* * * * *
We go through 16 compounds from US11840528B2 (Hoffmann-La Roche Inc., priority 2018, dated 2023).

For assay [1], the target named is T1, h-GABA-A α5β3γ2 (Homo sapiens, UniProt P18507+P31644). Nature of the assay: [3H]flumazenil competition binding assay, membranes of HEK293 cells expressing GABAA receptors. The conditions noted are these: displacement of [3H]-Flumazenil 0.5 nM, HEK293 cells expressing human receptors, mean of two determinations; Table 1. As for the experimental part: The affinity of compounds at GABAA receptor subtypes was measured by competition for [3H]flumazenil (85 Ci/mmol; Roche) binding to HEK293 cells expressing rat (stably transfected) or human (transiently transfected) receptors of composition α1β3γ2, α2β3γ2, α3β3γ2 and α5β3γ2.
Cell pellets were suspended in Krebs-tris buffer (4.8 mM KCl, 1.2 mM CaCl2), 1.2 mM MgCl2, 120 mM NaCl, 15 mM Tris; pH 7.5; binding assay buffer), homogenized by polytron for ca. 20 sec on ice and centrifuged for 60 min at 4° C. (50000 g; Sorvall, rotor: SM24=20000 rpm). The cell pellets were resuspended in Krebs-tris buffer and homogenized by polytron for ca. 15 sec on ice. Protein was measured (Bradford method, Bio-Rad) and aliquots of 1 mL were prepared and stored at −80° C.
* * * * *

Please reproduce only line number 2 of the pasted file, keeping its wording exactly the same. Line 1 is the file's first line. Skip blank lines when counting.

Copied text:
For assay [1], the target named is T1, h-GABA-A α5β3γ2 (Homo sapiens, UniProt P18507+P31644). Nature of the assay: [3H]flumazenil competition binding assay, membranes of HEK293 cells expressing GABAA receptors. The conditions noted are these: displacement of [3H]-Flumazenil 0.5 nM, HEK293 cells expressing human receptors, mean of two determinations; Table 1. As for the experimental part: The affinity of compounds at GABAA receptor subtypes was measured by competition for [3H]flumazenil (85 Ci/mmol; Roche) binding to HEK293 cells expressing rat (stably transfected) or human (transiently transfected) receptors of composition α1β3γ2, α2β3γ2, α3β3γ2 and α5β3γ2.